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When Women Lead the Revolution

In a remote corner of Syria, female fighters are taking the battle to ISIS and building a new society at the same time

Elia Gran Sep 19, 2016

The Syrian civil war has produced a catalogue of horrors – cities bombed into rubble, the rise of ISIS, refugees fleeing across open seas on makeshift rafts– that have been widely covered in the Western media. During this same time, the dissolution of the Syrian state has opened the doors in one corner of the country for a social revolution that is at odds with the political norms not only of the rest of the Middle East but of the wider world beyond.

In the autonomous region of Rojava women are at the center of this revolution. They fight in all-women militias, staff local police forces and play leading roles in the decentralized system of governance that guides the daily affairs of much of this predominantly Kurdish region of three to four million people. Gender equity, assembly-based democracy and sharing of resources are central tenets of this revolution. If this sounds like something out of an anarchist manifesto, well, it kind of is. The writings of a Vermont-based eco-anarchist philosopher named Murray Bookchin who died a decade ago have been a major source of inspiration for Rojava’s revolution. 

The Kurds are an ethnic minority in Syria just as they are in the neighboring countries of Turkey, Iraq and Iran. While the story of Rojava largely has gone unnoticed here in the United States, it caught the eye of feminist writer Meredith Tax. For the author of Woman and Her Mind: The Story of Everyday Life, a foundational text in the early U.S. women’s movement, the experiment underway in Rojava proved irresistible. Her latest book, A Road Unforseen: Women Fight The Islamic State, published by Bellevue Literary Press delves into the history of the Kurdish liberation movement and how it has evolved to put women’s empowerment at the center of all its work. She recently spoke with The Indypendent at her New York apartment. The interview has been edited for length and clarity.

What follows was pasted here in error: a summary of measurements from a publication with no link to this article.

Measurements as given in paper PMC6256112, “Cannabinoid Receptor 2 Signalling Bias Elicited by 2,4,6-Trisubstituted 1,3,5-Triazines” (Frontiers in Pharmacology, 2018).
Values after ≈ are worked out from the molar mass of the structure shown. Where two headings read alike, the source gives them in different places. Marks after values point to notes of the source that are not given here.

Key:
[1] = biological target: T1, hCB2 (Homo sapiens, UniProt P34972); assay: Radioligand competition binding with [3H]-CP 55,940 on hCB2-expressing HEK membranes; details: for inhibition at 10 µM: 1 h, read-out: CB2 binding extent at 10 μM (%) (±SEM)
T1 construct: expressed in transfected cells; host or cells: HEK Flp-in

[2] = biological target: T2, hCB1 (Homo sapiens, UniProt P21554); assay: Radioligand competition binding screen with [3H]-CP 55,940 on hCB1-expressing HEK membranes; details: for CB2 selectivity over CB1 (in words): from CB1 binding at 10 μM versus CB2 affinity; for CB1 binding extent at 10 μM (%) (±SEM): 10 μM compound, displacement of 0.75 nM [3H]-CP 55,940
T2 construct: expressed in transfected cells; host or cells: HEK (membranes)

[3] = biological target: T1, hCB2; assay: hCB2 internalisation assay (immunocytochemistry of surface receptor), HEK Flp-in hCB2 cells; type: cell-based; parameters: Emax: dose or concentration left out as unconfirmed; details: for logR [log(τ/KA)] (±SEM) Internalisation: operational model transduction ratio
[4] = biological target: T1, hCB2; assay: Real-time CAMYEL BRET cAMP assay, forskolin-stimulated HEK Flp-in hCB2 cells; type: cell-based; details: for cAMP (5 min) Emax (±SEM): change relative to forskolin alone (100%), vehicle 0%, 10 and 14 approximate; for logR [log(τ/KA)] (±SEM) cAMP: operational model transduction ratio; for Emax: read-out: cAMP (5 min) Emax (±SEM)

Elia Gran: When did you first learn about Rojava and why did it catch your interest?

Meredith Tax: In August of 2014, I was watching the story develop of the Yazidis, a minority religious group based in northern Iraq that was trapped in the mountains by advancing ISIS forces. I had been studying ISIS and knew what was likely to happen.

The Yazidis were marooned and had no food or proper clothes. Was the US going to drop supplies? Would that mean the US would get into the war? Then I started seeing pictures of guerrillas who had come out of nowhere and gotten the Yazidis off the mountain into Syria. Many of the guerrillas were smiling young women in uniforms. I had to find out, Who are these people?

In all my years as a feminist on the Left, though I had seen many struggles that included women guerrillas, I'd never seen one with so many women so clearly in front.

 I wanted people to know who the Syrian Kurds were and that they were different from the Iraqi Kurds who are close allies of the US. They had a different vision of what they   wanted to do. I started trying to learn about Rojava but I couldn't find anything, except in obscure anarchist publications. I spent the next year researching and ultimately writing A Road Unforeseen.

How did something so egalitarian take root in the middle of a war?

This is what a war does, it makes everything horrible, scary, kills people and destroys homes but occasionally it opens up a possibility for a group that didn't have anything before. Rojava's political and community institutions are comprised of at least 40% of both sexes and led by two co-chairs, one male and one female[MT1] . The women there have had the opportunity, even on a small scale, to exercise leadership and power.